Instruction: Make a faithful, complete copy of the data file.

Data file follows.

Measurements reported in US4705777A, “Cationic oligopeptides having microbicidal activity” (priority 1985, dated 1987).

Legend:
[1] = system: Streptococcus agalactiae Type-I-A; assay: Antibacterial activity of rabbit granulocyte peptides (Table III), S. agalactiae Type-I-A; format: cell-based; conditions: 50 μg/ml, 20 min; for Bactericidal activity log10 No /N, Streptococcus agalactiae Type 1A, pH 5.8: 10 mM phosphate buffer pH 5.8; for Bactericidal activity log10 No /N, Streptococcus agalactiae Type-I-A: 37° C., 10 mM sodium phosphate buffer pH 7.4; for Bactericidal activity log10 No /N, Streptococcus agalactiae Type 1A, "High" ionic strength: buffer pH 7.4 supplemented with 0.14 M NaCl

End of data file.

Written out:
Measurements reported in US4705777A, “Cationic oligopeptides having microbicidal activity” (priority 1985, dated 1987).

Legend:
[1] = system: Streptococcus agalactiae Type-I-A; assay: Antibacterial activity of rabbit granulocyte peptides (Table III), S. agalactiae Type-I-A; format: cell-based; conditions: 50 μg/ml, 20 min; for Bactericidal activity log10 No /N, Streptococcus agalactiae Type 1A, pH 5.8: 10 mM phosphate buffer pH 5.8; for Bactericidal activity log10 No /N, Streptococcus agalactiae Type-I-A: 37° C., 10 mM sodium phosphate buffer pH 7.4; for Bactericidal activity log10 No /N, Streptococcus agalactiae Type 1A, "High" ionic strength: buffer pH 7.4 supplemented with 0.14 M NaCl